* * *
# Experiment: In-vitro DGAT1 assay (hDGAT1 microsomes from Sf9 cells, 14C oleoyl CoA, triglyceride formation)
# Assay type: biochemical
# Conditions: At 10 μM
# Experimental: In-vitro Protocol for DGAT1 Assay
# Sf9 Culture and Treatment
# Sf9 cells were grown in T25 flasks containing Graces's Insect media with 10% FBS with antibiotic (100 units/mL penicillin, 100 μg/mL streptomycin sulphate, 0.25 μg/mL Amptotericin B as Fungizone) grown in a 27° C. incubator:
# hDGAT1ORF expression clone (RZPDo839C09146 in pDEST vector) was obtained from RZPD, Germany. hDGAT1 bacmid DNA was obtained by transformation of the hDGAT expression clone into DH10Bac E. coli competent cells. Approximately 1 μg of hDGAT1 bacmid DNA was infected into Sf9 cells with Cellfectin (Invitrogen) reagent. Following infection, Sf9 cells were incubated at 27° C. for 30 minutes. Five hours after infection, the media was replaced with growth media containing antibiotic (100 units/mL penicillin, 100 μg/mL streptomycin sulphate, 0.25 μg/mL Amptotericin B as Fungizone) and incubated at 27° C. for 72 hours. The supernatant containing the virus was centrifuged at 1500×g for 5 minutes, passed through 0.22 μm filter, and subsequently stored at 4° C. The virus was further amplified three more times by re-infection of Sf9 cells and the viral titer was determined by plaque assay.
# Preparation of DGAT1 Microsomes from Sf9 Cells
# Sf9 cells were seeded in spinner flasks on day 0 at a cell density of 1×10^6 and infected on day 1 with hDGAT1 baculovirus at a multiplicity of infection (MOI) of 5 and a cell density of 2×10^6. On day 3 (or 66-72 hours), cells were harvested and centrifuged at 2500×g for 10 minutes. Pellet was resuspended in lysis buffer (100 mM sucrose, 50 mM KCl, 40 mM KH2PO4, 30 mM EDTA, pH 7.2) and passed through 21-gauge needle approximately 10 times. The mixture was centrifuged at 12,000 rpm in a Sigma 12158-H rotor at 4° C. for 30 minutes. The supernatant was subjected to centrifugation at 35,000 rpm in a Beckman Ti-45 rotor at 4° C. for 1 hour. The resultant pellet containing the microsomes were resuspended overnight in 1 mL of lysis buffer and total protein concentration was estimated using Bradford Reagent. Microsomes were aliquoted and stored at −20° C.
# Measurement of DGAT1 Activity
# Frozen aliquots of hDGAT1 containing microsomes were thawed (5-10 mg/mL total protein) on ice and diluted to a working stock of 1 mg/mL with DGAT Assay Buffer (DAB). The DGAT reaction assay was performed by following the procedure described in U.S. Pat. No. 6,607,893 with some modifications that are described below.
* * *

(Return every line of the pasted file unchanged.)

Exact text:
# Experiment: In-vitro DGAT1 assay (hDGAT1 microsomes from Sf9 cells, 14C oleoyl CoA, triglyceride formation)
# Assay type: biochemical
# Conditions: At 10 μM
# Experimental: In-vitro Protocol for DGAT1 Assay
# Sf9 Culture and Treatment
# Sf9 cells were grown in T25 flasks containing Graces's Insect media with 10% FBS with antibiotic (100 units/mL penicillin, 100 μg/mL streptomycin sulphate, 0.25 μg/mL Amptotericin B as Fungizone) grown in a 27° C. incubator:
# hDGAT1ORF expression clone (RZPDo839C09146 in pDEST vector) was obtained from RZPD, Germany. hDGAT1 bacmid DNA was obtained by transformation of the hDGAT expression clone into DH10Bac E. coli competent cells. Approximately 1 μg of hDGAT1 bacmid DNA was infected into Sf9 cells with Cellfectin (Invitrogen) reagent. Following infection, Sf9 cells were incubated at 27° C. for 30 minutes. Five hours after infection, the media was replaced with growth media containing antibiotic (100 units/mL penicillin, 100 μg/mL streptomycin sulphate, 0.25 μg/mL Amptotericin B as Fungizone) and incubated at 27° C. for 72 hours. The supernatant containing the virus was centrifuged at 1500×g for 5 minutes, passed through 0.22 μm filter, and subsequently stored at 4° C. The virus was further amplified three more times by re-infection of Sf9 cells and the viral titer was determined by plaque assay.
# Preparation of DGAT1 Microsomes from Sf9 Cells
# Sf9 cells were seeded in spinner flasks on day 0 at a cell density of 1×10^6 and infected on day 1 with hDGAT1 baculovirus at a multiplicity of infection (MOI) of 5 and a cell density of 2×10^6. On day 3 (or 66-72 hours), cells were harvested and centrifuged at 2500×g for 10 minutes. Pellet was resuspended in lysis buffer (100 mM sucrose, 50 mM KCl, 40 mM KH2PO4, 30 mM EDTA, pH 7.2) and passed through 21-gauge needle approximately 10 times. The mixture was centrifuged at 12,000 rpm in a Sigma 12158-H rotor at 4° C. for 30 minutes. The supernatant was subjected to centrifugation at 35,000 rpm in a Beckman Ti-45 rotor at 4° C. for 1 hour. The resultant pellet containing the microsomes were resuspended overnight in 1 mL of lysis buffer and total protein concentration was estimated using Bradford Reagent. Microsomes were aliquoted and stored at −20° C.
# Measurement of DGAT1 Activity
# Frozen aliquots of hDGAT1 containing microsomes were thawed (5-10 mg/mL total protein) on ice and diluted to a working stock of 1 mg/mL with DGAT Assay Buffer (DAB). The DGAT reaction assay was performed by following the procedure described in U.S. Pat. No. 6,607,893 with some modifications that are described below.